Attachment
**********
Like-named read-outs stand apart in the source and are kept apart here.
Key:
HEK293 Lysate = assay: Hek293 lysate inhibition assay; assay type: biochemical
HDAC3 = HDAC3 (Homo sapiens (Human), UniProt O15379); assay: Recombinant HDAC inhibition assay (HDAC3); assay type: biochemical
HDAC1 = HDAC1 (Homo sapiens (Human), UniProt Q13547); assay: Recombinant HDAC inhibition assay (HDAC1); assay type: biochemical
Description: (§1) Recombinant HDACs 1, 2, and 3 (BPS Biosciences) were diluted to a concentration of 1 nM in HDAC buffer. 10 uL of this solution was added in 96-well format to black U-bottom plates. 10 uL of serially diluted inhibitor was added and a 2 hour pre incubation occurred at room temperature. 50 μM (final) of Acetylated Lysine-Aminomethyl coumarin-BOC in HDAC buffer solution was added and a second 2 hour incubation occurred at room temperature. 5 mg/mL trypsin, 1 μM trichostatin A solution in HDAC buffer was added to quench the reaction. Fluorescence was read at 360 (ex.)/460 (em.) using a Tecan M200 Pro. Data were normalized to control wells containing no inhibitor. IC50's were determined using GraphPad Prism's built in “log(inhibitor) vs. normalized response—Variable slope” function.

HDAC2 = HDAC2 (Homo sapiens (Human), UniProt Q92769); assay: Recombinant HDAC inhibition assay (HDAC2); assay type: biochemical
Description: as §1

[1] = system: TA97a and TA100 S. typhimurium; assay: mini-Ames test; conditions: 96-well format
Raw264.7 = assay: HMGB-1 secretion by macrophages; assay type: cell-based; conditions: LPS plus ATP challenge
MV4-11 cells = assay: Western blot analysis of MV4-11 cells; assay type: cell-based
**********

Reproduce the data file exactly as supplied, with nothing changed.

Like-named read-outs stand apart in the source and are kept apart here.
Key:
HEK293 Lysate = assay: Hek293 lysate inhibition assay; assay type: biochemical
HDAC3 = HDAC3 (Homo sapiens (Human), UniProt O15379); assay: Recombinant HDAC inhibition assay (HDAC3); assay type: biochemical
HDAC1 = HDAC1 (Homo sapiens (Human), UniProt Q13547); assay: Recombinant HDAC inhibition assay (HDAC1); assay type: biochemical
Description: (§1) Recombinant HDACs 1, 2, and 3 (BPS Biosciences) were diluted to a concentration of 1 nM in HDAC buffer. 10 uL of this solution was added in 96-well format to black U-bottom plates. 10 uL of serially diluted inhibitor was added and a 2 hour pre incubation occurred at room temperature. 50 μM (final) of Acetylated Lysine-Aminomethyl coumarin-BOC in HDAC buffer solution was added and a second 2 hour incubation occurred at room temperature. 5 mg/mL trypsin, 1 μM trichostatin A solution in HDAC buffer was added to quench the reaction. Fluorescence was read at 360 (ex.)/460 (em.) using a Tecan M200 Pro. Data were normalized to control wells containing no inhibitor. IC50's were determined using GraphPad Prism's built in “log(inhibitor) vs. normalized response—Variable slope” function.

HDAC2 = HDAC2 (Homo sapiens (Human), UniProt Q92769); assay: Recombinant HDAC inhibition assay (HDAC2); assay type: biochemical
Description: as §1

[1] = system: TA97a and TA100 S. typhimurium; assay: mini-Ames test; conditions: 96-well format
Raw264.7 = assay: HMGB-1 secretion by macrophages; assay type: cell-based; conditions: LPS plus ATP challenge
MV4-11 cells = assay: Western blot analysis of MV4-11 cells; assay type: cell-based